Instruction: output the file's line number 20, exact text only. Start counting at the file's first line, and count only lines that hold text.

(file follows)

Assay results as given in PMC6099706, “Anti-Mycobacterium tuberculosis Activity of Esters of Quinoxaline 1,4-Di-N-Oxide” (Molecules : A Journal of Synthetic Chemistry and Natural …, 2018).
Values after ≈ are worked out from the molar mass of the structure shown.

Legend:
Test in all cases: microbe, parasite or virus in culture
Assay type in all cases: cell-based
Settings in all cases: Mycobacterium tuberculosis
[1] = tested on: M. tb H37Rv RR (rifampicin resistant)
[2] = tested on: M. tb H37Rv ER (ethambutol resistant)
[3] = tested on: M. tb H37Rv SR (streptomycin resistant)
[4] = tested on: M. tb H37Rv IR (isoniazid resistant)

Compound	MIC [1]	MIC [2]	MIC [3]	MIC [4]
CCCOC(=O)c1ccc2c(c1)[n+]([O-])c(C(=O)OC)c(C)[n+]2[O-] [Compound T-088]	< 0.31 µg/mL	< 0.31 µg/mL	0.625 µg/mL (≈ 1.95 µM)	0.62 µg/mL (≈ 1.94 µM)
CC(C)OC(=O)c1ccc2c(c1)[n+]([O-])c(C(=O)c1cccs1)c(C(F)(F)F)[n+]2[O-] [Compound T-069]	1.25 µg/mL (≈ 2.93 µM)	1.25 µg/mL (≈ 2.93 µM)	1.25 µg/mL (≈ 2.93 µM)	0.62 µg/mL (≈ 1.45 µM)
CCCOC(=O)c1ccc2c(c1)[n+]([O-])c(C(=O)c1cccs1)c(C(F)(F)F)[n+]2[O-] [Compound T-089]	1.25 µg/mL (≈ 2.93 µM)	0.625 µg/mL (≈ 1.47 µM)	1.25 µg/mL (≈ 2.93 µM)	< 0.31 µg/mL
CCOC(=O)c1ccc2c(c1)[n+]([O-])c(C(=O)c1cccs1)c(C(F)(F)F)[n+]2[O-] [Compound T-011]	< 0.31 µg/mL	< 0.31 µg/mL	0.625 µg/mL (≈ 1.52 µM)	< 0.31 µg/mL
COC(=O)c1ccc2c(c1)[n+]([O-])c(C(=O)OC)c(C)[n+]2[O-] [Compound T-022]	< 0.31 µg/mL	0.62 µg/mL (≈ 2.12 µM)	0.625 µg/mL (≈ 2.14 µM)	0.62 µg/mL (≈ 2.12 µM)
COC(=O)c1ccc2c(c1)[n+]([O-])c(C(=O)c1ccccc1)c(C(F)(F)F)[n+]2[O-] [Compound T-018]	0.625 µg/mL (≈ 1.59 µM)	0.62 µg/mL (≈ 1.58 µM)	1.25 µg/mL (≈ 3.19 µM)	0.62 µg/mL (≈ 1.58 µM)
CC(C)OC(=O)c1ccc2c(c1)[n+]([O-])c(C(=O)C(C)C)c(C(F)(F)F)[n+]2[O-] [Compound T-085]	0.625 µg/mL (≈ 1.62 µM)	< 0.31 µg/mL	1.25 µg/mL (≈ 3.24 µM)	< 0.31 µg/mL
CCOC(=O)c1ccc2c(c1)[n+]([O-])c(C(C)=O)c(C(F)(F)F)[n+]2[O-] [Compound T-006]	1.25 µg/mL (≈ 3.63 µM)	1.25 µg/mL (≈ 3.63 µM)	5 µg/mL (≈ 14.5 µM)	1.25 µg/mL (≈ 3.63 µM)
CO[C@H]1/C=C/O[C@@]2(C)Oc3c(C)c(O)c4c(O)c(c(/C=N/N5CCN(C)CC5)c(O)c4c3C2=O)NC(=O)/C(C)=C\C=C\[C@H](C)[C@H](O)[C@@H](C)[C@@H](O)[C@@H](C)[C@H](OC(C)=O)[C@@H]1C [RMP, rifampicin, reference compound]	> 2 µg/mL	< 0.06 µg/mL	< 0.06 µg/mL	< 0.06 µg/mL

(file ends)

CO[C@H]1/C=C/O[C@@]2(C)Oc3c(C)c(O)c4c(O)c(c(/C=N/N5CCN(C)CC5)c(O)c4c3C2=O)NC(=O)/C(C)=C\C=C\[C@H](C)[C@H](O)[C@@H](C)[C@@H](O)[C@@H](C)[C@H](OC(C)=O)[C@@H]1C [RMP, rifampicin, reference compound]	> 2 µg/mL	< 0.06 µg/mL	< 0.06 µg/mL	< 0.06 µg/mL